Thursday, June 14, 2007

How to Become a Third-World Country

It's easy. Just elect a Congress like the one we have; then create regulatory agencies which have an agenda that has nothing to do with the National Interest. Toss in a number of Federal and State judges who live on a planet which has two or three moons, and voila! it's just a matter of time.

“The total regulatory burden on manufacturers is estimated at $162 billion,” the National Association of Manufacturers reported in its 2006 study, The Escalating Cost Crisis. “This represents an increase of 10.2 percent since 2000,” NAM reported, noting that this burden is a major contributing factor to the continuing loss of American manufacturing jobs to overseas competitors, as well as an ongoing impetus for U.S. manufacturers to move offshore — or perish.

However, the NAM calculations do not begin to tell the whole story of the horrendous havoc that the regulatory state is wreaking upon our economy. According to the Competitive Enterprise Institute (CEI), the total federal regulatory burden to the American economy is closer to $1.16 trillion annually. In its 2006 study, Ten Thousand Commandments, CEI reports that regulatory costs “exceed estimated 2005 individual income taxes of $894 billion, and are far greater than corporate income taxes of $226 billion.” These costs are also “more than triple the $318 billion [2005] budget deficit.” The regulatory costs combined with federal budget outlays of $2.472 billion “bring the federal government’s share of the economy to 29 percent, compared to 27 percent a year ago.”

Either number is significant--but the larger one is astonishing.

Of course, just building and staffing a plant is only Step One. Then there's fueling it:

“If we look back to the mid-1990s,” the NAM points out, “the United States enjoyed a 30 percent cost advantage with regard to natural gas on a trade-weighted basis.” However, says the NAM 2006 report, The Escalating Cost Crisis, “the steady increase in U.S. prices since then is purely the result of policy decisions that have limited development of domestic reserves and Clean Air Act mandates that have increased demand” for natural gas.

(Between 2003 and 2005, the seasonally-adjusted price of natural gas doubled.)

Of course, there's a solution. But we have regulators and Judiciary in the way:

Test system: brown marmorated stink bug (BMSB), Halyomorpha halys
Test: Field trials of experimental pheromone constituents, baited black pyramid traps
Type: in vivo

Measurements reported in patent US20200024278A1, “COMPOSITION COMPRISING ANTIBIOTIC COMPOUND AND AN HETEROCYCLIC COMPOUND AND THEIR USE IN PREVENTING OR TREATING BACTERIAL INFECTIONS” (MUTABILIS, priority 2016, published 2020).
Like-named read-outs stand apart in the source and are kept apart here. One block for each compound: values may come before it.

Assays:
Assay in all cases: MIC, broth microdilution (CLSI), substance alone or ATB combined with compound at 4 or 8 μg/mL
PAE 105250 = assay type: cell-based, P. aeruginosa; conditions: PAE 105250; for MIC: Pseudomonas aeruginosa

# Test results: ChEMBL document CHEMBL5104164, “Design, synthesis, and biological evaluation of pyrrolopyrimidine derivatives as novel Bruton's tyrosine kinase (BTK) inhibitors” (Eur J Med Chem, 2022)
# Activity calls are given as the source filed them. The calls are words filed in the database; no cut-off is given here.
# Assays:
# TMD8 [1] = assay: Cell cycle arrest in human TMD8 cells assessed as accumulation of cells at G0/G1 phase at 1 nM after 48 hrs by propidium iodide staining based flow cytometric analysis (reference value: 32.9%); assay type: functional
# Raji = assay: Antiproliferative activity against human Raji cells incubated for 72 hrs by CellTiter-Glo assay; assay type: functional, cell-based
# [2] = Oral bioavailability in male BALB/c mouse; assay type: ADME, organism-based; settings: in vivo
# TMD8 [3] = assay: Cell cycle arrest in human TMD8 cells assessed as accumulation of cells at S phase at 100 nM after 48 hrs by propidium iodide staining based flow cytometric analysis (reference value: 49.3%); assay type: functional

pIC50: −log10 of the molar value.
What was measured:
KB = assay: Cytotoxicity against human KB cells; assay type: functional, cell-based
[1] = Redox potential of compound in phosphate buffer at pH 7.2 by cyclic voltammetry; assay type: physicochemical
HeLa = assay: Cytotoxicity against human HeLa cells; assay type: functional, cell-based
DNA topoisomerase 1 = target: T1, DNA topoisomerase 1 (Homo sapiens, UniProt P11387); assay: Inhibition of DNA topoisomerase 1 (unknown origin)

According to the U.S. Minerals Management Service, areas of America’s outer continental shelf (OCS) currently banned from development likely contain a mean estimate of 18.92 billion barrels of oil and 85.79 trillion cubic feet of natural gas recoverable by current technical means. However, federal environmental policies are preventing us from accessing that treasure trove of desperately needed energy, even though drilling presents almost no environmental danger. No other nation in the world prohibits development of its offshore energy.

Don't even bother to talk about nukes...

And, of course, somebody has to PAY the regulators, judges, and CongressCritters.

The NAM report, The Escalating Cost Crisis, found that for U.S. manufacturers, “the corporate tax burden was both the heaviest burden in absolute terms and the largest contributor to the deterioration in the U.S. structural manufacturing cost gap, adding 2.0 percentage points to the U.S. cost disadvantage. This is largely due to the fact that U.S. statutory rates were unchanged, even as several other trading partners continued to lower their rates.”

In addition, the research and experimentation (R&E) tax credit, an important and long-standing provision of the tax code designed to encourage innovation and new product development, expired at the end of 2005, which is “equivalent to a nearly 9 percent increase in the overall manufacturing tax burden.” Thus, notes the NAM, “the excess tax burden of U.S. manufacturers relative to their foreign competitors has worsened considerably in the past three years.”

The linked article also mentions outsourcing--as a consequence of the above--and, of course, the Permanent Slave Class existing now--the one that GWB wants to transmogrify into "Z" Visa holders.

You know. The ones who cut the lawns for Regulators, Congressmen, and Judges.

1 comment:

JJ said...

The regulatory costs/barriers in the US are NOTHING compared to the trade barriers thrown up to US goods by China, Japan, Brazil, etc....

I'm not a fan of protectionism, but a solid import/regulatory reciprocity plan sounds pretty good 'bout now... OK China, if you require this for US goods, then we require the same for China goods, and so on....